With the third annual North Fork Championship culminating this coming Saturday, June 14, we give you this look at the world’s best kayakers overdosed on the stoke of the inaugural NFC, and Senior Editor Joe Carberry’s take on what it meant for our sport. The analysis below first appeared in the August, 2012 issue of C&K.
Creek Racing is Back
By Joe Carberry
Watching 30 of the world’s best paddlers charge a giant slalom course on Idaho’s signature Class V drop, I couldn’t help but think there was more to the North Fork Championship than dudes paddling fast through a massive rapid.
Hundreds of spectators lined the banks at Jacob’s Ladder, the storied river’s most challenging drop. Remote control helicopters carrying hi-def video cameras buzzed overhead. As these splendid athletes slid down a plywood launch ramp at the top of Jake’s with the crowd pulsing to their every stroke, I realized then, it’s the drama that works. The athleticism, the carnage, the simplicity. And how all of it could be so easily digested by a mass audience. The potential is more real than ever. And seriously, it’s about damn time.
I’ve been covering whitewater for 15 years. I grew up with the sport, a hopeless river romantic. So give me some leeway as I rewrite, in more elegant prose, I hope, a statement I’ve penned before: We’re in the middle of creek-racing renaissance, an expansion of the sport’s competitive realm. No, really this time.
It’s easy to be skeptical. Any whitewater fan worth his throwbag knows how many creek-racing series have come and gone over the last decade or so. But as the traditional freestyle kayak circuit continues to disappoint both fans and athletes as a true showcase of paddling talent, a creek-racing renaissance is exactly what whitewater needs. Here’s why it just might work.
The North Fork was the second stage in the six-event 2012 Whitewater World Series, which is overseen by the Association of Whitewater Professionals, a loose confederation of pro kayakers led by Patrick Camblin. The AWP makes all decisions on locations and athlete rosters, and insures that the series comes to the rivers that best showcase the sport—places rich in river-running lore, and strong grassroots support.
In 2011, Frenchman Eric Deguil won the first AWP world title in a tight race with Atlanta’s Isaac Levinson that came down to the final event in Mexico. This year’s series finishes with North Carolina’s famed Green Race in November after stops in Norway, the Czech Republic and Austria—a true international tour.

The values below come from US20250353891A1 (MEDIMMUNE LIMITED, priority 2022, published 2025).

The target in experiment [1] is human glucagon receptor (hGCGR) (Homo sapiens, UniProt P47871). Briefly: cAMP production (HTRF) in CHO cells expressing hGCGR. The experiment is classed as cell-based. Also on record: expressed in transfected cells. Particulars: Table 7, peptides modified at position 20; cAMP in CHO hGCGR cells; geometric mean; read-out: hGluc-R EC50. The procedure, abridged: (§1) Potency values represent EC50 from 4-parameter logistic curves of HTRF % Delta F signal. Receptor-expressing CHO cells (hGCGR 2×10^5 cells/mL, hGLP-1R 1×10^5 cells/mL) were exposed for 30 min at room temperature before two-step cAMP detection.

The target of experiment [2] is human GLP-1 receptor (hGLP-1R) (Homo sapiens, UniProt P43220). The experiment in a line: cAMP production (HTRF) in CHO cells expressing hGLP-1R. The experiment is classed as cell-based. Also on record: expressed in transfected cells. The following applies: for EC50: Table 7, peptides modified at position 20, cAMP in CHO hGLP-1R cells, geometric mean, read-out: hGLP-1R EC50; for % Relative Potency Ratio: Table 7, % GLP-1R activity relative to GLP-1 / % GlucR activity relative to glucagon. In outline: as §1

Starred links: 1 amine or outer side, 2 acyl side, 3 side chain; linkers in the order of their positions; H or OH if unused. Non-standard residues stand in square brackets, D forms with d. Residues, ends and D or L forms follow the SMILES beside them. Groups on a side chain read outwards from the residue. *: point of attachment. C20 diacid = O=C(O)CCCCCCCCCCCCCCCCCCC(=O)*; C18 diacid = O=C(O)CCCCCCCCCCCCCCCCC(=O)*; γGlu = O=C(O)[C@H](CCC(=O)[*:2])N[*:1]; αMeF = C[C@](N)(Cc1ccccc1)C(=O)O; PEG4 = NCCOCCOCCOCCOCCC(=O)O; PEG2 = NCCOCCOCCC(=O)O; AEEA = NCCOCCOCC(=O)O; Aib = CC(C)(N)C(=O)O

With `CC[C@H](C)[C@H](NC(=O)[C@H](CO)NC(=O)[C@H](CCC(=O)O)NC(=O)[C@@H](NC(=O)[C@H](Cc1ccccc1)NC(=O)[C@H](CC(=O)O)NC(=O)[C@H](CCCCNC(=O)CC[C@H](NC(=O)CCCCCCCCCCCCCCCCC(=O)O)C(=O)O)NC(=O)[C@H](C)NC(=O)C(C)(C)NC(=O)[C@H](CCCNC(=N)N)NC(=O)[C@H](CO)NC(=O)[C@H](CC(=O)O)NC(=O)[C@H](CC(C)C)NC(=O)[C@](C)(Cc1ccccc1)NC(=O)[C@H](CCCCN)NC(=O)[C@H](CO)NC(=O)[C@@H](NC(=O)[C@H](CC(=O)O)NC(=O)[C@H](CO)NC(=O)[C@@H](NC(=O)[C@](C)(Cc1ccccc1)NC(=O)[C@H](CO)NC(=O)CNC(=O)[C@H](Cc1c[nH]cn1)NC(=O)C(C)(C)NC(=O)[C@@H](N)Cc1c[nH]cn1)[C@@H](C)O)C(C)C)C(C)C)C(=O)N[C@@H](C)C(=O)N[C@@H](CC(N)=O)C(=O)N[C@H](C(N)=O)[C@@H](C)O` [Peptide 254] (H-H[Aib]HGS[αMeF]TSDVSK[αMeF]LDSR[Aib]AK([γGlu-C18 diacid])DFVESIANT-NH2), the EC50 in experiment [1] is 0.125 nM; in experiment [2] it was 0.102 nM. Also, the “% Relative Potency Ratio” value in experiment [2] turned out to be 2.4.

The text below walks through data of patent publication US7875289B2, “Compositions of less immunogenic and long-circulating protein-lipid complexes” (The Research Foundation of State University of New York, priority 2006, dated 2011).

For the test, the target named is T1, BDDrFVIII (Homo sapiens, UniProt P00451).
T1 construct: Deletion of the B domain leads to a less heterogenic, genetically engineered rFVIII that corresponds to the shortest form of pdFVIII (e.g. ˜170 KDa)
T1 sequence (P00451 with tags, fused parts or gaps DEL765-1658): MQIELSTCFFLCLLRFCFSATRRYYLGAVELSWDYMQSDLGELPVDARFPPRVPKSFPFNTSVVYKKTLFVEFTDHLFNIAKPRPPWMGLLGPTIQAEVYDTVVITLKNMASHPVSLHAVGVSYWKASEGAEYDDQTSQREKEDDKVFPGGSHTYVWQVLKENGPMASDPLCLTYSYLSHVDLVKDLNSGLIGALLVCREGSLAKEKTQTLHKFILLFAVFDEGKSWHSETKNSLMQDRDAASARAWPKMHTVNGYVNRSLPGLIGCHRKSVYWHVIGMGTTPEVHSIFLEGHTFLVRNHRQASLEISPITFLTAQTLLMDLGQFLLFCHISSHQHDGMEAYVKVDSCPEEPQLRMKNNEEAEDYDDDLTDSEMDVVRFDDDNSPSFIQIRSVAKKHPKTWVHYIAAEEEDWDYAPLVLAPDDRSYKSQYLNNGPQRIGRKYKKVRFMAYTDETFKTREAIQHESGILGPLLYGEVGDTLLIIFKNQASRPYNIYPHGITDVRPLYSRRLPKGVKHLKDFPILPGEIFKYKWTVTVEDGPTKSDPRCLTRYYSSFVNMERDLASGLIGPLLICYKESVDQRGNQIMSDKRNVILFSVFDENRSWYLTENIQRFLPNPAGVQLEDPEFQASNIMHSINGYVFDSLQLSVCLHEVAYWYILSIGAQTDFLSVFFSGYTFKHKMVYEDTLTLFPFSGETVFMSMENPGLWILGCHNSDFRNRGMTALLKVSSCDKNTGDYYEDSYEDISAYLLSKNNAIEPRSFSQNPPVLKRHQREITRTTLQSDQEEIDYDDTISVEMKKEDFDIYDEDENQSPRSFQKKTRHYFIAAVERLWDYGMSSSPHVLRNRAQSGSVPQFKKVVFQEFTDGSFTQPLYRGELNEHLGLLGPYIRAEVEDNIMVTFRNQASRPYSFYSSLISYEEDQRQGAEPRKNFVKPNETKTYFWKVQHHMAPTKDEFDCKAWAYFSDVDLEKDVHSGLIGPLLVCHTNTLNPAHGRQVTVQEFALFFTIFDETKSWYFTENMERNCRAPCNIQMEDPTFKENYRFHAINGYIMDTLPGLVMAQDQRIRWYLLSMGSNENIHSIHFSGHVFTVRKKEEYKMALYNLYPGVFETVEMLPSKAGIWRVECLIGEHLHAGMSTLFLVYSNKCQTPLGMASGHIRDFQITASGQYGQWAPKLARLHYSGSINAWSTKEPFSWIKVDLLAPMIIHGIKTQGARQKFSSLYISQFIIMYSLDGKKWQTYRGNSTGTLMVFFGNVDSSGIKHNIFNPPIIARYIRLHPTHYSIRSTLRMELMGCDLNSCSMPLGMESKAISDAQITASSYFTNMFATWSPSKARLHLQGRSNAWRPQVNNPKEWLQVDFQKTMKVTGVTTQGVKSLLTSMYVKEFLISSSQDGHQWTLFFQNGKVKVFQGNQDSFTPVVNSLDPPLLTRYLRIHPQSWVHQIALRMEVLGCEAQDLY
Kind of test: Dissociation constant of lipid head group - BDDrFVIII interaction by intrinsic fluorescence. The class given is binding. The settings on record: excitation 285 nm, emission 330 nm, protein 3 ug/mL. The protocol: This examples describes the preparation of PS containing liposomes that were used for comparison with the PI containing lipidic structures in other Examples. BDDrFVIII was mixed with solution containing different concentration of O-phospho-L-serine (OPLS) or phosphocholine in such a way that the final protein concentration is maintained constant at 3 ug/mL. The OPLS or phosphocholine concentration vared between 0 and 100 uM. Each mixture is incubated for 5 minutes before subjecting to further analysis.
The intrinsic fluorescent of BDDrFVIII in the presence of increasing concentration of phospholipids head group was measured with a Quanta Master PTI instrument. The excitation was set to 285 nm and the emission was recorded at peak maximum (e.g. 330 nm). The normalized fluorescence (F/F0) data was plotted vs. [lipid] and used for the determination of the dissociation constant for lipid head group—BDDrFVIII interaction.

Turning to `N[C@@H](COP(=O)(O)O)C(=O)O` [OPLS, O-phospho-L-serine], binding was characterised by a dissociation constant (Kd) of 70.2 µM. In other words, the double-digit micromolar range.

“The organizations (that oversee competitive kayaking) have always felt disorganized to me—so focused on what’s right in front of them that they miss the big picture,” says Camblin, 30. “It’s crazy that there hasn’t been more done on the alternative events (like the Green Race). And with Internet and social media, we have the tools to push the word out so we can increase our impact and reach more people.”
In tapping popular, pre-existing events, the AWP has followed one of kayaking’s core philosophies: go cheap. Making their series relatively recession-proof, Camblin and the AWP are simply creating a points series out of existing grassroots events in both the U.S. and Europe, allowing organizers to implement their own nuances and sponsors. Costs are, shall we say, minimized. But those costs would cripple the AWP were it to organize each event, something that has bogged down past race series.
The World Series has another thing going for it: A robust group of young, enthusiastic, and extremely bold competitors. Of the 78 racers that entered the North Fork Championship, 70 percent were in their 20s, and nearly 60 percent were under 25. They include young boaters from slalom and freestyle programs around the world making the transition to creek racing.
“There’s so much more talent now,” notes Camblin. “It’s funny too with all the ‘kayaking is dying’ stuff a couple a years ago. This core has been growing for a while. They’re young and motivated.”
With a set of emboldened athletes in charge, the World Series’ potential is limitless, but even Camblin admits a title sponsor (and with it, cash prizes) would ensure the tour’s growth and sustainability. Until then, we can only trust that the athletes’ stoke will see us through.